His Op Ed is here. I quote: "Here is what is indisputable: The world is on track to add another 2.5 billion people by 2050, and many will be aspiring to live American-like, high-energy lifestyles. In such a world, renewable energy — where the variable cost of your fuel, sun or wind, is zero — will be in huge demand.China now understands that. It no longer believes it can pollute its way to prosperity because it would choke to death. That is the most important shift in the world in the last 18 months. China has decided that clean-tech is going to be the next great global industry and is now creating a massive domestic market for solar and wind, which will give it a great export platform"

Industrial production to bounce back?

Econbrowser in a great post on the current economic conditions posts the following chart from angry bear. According to this chart it appears the more severe the downturn in IP the stronger the rebound.

Friday, September 18, 2009

Global Oil demand per Capita: 4.6barrels/person/year

Thanks Morgan Downey for the info:

Two unrelated oil charts

First from this week's economist I was surprised to see that petrol prices are actually higher in China than in the US:

Second via FT Alphaville a great chart from Morgan Downey on Oil in tankers floating around the world.

Thursday, September 17, 2009

V-Shape or Double Dip?

Paul Krugman illustrates very well why the risks of a double dip are real.
"There’s a tendency to treat worries about a double dip as outlandish, as something only crazy people like the people who, um, predicted the current crisis worry about. But there are some real reasons for concern. One is that the lift from fiscal stimulus will start to fade out in a couple of quarters. Another is that, as Yellen points out, most of the boost we’re getting now is tied to inventories. And that’s a one-time thing. You don’t have to look back very far to see just how transitory an inventory-led boost can be. The figure below shows growth before, during, and after the 2001 recession, together with the contribution of inventory changes to growth. Notice the boost from 2001IV to 2002I from inventories, then the fading out that almost, but not quite, turned into contraction later in 2002. It wasn’t literally a double-dip, W-shaped recession, but it came close.

Econbrowser more optimistically points towards Deutsche Bank's "credit impulse" indicator indicating a V-shape recovery. "Deleveraging implies slow growth in total credit, and according to the usual reasoning, slow growth in GDP. Several of Deutsche Bank's economists, however, focus on what they call the credit impulse. They provide the following provocative graph, which suggests a rapid recovery:"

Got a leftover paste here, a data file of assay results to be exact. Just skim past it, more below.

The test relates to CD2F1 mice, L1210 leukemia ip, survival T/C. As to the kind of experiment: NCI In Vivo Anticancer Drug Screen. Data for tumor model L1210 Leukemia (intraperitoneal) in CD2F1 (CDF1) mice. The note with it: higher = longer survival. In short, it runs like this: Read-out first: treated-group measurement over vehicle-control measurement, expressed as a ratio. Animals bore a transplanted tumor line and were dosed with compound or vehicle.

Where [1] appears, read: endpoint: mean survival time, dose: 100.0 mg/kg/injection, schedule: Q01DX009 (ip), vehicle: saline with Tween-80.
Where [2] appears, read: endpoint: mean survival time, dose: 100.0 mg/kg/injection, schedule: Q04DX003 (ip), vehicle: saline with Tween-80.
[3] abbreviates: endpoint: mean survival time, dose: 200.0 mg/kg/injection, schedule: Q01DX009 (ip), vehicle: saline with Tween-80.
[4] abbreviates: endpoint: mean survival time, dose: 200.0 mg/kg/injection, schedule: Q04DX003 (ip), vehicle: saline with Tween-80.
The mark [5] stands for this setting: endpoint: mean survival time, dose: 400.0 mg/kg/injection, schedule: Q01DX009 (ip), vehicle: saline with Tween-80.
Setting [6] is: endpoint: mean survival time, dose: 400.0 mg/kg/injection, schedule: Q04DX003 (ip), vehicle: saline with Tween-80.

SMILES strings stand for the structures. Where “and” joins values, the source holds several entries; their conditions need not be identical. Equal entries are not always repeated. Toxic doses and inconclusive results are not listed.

Tuesday, September 15, 2009

World Oil: Market or Mayhem?

Came across this great paper by James L. Smith on the world oil market. The author addresses the following questions:
(1) Why are oil prices so volatile?
(2) What is OPEC and what does OPEC do?
(3) What is the equilibrium price of oil?
(4) Is “peak oil” a genuine concern?
(5) Why did oil prices spike in 2008, and what role (if any) did speculators play?

Lots a of great infos in there that I quote below.
(1) Oil price volatility - "What creates high volatility, for both oil and gas, is the inelasticity of demand and supply, plus the substantial lead times required to efficiently alter the stock of fuelconsuming equipment, or to augment the productive capacity of oil and gas fields. Volatility provides incentives for holding large inventories, but since inventories are costly, they cannot fully offset the rigidity of demand and supply.

Empirical estimates of the price elasticity of demand for crude oil vary by place, time, and statistical technique. Estimates of -0.05 (short-run) and -0.35 (long-run) are typical, with several years required to complete the adjustment to a permanent price change.

Income elasticities of demand for crude oil appear to vary significantly by level of income, with near proportional growth in oil demand in many developing countries (EI ≈ 1.00), but much slower growth in the industrialized world (EI ≈ 0.50). It follows that future growth of demand for oil, and therefore the equilibrium price level, hinges on economic growth rates in China, India, etc.

It is more difficult to produce current and reliable estimates of the elasticity of crude oil supply, due in part to confounding effects of resource depletion and technical innovation, but there is consensus that the supply of conventional oil is inelastic. The U.S. Energy Information Administration uses elasticities of 0.02 (short-run) and 0.10 (long-run) for most regions in its international oil supply model.

(2) OPEC controls 70% of global oil reserves, OPEC’s goal is to set the price by (1) shutting in existing production capacity, and (2) limiting the growth of new capacity. According to Smith OPEC has mostly failed at the former, but succeeded at the latter.

Since the quota system was adopted in 1983, total OPEC production has exceeded the ceiling by 4% on average, but on numerous occasions the excess has run to 15% or more. In general, full compliance has been achieved only during episodes, like the present, when members have not had enough installed capacity to exceed their quotas; i.e., when it has been physically impossible to cheat on their production limits.